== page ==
Kale Apple and Chive Flower Salad
I love kale—I may be turning eccentric in my old age, but seriously: I have it for breakfast! It's packed full of nutrients vital for health and beauty, including calcium, magnesium and vitamin K—vital for bone health—vitamin C, iron, chlorophyll and phytonutrients. Most people never venture beyond simply steaming or boiling their veggies, and I'm hoping you'll venture with me into new territory and discover just how versatile these humble jewels of the earth are.
- Umeboshi vinegar is a salty vinegar made from Japanese pickled plums, which is one of my favorite seasonings. It can be found in most health food stores, and I promise that it's worth seeking out. If you can't find it, you can substitute soy sauce in the salad, or even a couple of large pinches of sea salt, and add a little more lime juice.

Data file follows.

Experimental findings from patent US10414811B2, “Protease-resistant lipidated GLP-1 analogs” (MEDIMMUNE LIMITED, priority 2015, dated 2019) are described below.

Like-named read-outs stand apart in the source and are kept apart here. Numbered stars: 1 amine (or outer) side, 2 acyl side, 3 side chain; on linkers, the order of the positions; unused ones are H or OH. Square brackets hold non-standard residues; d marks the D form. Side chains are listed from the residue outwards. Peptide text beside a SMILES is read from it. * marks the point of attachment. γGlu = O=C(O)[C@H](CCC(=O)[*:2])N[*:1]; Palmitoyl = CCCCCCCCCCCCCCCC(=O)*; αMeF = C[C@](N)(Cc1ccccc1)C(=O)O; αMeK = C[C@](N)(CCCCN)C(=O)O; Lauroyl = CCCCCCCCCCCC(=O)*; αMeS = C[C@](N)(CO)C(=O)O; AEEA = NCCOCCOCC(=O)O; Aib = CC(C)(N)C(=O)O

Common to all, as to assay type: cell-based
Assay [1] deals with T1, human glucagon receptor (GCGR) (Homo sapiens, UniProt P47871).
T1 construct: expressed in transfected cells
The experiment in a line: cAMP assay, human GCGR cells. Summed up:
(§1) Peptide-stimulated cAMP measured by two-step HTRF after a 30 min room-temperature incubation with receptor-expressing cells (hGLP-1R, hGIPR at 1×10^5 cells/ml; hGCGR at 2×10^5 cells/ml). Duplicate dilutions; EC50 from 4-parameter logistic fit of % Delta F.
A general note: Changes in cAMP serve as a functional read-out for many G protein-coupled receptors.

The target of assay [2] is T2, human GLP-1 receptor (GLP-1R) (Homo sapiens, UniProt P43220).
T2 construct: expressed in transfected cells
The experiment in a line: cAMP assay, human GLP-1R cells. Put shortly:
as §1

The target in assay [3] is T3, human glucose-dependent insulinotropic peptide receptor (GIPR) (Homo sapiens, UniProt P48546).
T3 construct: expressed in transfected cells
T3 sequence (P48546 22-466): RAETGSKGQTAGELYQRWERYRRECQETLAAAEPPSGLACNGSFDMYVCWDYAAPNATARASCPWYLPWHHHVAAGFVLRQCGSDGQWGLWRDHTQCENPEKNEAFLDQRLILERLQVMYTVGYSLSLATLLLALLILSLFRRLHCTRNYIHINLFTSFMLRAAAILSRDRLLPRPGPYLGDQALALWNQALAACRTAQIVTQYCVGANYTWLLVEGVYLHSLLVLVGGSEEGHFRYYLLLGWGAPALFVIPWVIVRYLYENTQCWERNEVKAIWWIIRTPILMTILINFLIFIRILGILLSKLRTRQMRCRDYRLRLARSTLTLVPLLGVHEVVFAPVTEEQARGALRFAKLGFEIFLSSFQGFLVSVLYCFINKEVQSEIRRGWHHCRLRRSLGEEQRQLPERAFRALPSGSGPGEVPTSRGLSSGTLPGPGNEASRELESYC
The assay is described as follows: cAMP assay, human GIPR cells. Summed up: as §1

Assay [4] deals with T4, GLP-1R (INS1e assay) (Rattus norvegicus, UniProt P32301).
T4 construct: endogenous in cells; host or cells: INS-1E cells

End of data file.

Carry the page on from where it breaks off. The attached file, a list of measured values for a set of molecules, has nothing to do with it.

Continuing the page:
- When using raw leafy veggies in a salad, it's a good idea to soak them first in a basin of water to which you add about 1/4 cup of apple cider vinegar. This will get rid of any critters that may be lurking in your veggies.
- You can use lemon juice in place of the lime.
- Agave syrup is a sweetener made from the agave cactus and is very low on the glycemic index so it's safe for people with diabetes. You can substitute honey if you can't find it locally.
- If you can't find chive flowers you can use other edible flowers, such as nasturtiums, which have a lovely peppery flavor and vibrant color—or you can omit the flowers.
- Other veggies besides kale can be used, such as collard greens or bok choy, fennel, celery, red cabbage, corn kernels—be creative with what you have available.
- To make the tamari-roasted pumpkin seeds, simply dry roast the seeds on a pan over a medium to low heat until they start to brown and pop. Drizzle with a little tamari (soy sauce) and turn off the heat. You could use sunflower seeds or chopped almonds in place of the pumpkin seeds.